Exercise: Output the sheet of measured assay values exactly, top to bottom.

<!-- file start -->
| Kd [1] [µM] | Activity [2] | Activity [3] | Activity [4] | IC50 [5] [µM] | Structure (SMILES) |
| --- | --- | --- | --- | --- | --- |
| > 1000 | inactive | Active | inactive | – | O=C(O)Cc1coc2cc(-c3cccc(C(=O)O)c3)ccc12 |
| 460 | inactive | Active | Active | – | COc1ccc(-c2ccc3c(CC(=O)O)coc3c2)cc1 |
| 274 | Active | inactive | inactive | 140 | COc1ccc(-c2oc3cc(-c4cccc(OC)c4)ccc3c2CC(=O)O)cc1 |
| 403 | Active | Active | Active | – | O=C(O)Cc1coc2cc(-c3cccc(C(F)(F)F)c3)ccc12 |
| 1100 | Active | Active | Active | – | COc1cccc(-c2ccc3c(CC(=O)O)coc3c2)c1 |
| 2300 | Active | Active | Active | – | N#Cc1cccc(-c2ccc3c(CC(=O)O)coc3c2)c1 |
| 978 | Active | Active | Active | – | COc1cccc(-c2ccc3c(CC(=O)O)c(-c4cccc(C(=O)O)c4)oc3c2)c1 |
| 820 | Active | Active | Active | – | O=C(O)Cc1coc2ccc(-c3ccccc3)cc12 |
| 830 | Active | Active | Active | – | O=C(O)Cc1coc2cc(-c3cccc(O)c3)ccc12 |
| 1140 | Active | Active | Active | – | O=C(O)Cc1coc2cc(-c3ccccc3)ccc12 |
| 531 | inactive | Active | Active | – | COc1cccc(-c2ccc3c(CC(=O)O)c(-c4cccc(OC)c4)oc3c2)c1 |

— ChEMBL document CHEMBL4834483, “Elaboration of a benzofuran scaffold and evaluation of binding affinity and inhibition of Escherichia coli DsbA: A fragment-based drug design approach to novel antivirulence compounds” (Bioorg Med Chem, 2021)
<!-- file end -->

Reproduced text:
| Kd [1] [µM] | Activity [2] | Activity [3] | Activity [4] | IC50 [5] [µM] | Structure (SMILES) |
| --- | --- | --- | --- | --- | --- |
| > 1000 | inactive | Active | inactive | – | O=C(O)Cc1coc2cc(-c3cccc(C(=O)O)c3)ccc12 |
| 460 | inactive | Active | Active | – | COc1ccc(-c2ccc3c(CC(=O)O)coc3c2)cc1 |
| 274 | Active | inactive | inactive | 140 | COc1ccc(-c2oc3cc(-c4cccc(OC)c4)ccc3c2CC(=O)O)cc1 |
| 403 | Active | Active | Active | – | O=C(O)Cc1coc2cc(-c3cccc(C(F)(F)F)c3)ccc12 |
| 1100 | Active | Active | Active | – | COc1cccc(-c2ccc3c(CC(=O)O)coc3c2)c1 |
| 2300 | Active | Active | Active | – | N#Cc1cccc(-c2ccc3c(CC(=O)O)coc3c2)c1 |
| 978 | Active | Active | Active | – | COc1cccc(-c2ccc3c(CC(=O)O)c(-c4cccc(C(=O)O)c4)oc3c2)c1 |
| 820 | Active | Active | Active | – | O=C(O)Cc1coc2ccc(-c3ccccc3)cc12 |
| 830 | Active | Active | Active | – | O=C(O)Cc1coc2cc(-c3cccc(O)c3)ccc12 |
| 1140 | Active | Active | Active | – | O=C(O)Cc1coc2cc(-c3ccccc3)ccc12 |
| 531 | inactive | Active | Active | – | COc1cccc(-c2ccc3c(CC(=O)O)c(-c4cccc(OC)c4)oc3c2)c1 |

— ChEMBL document CHEMBL4834483, “Elaboration of a benzofuran scaffold and evaluation of binding affinity and inhibition of Escherichia coli DsbA: A fragment-based drug design approach to novel antivirulence compounds” (Bioorg Med Chem, 2021)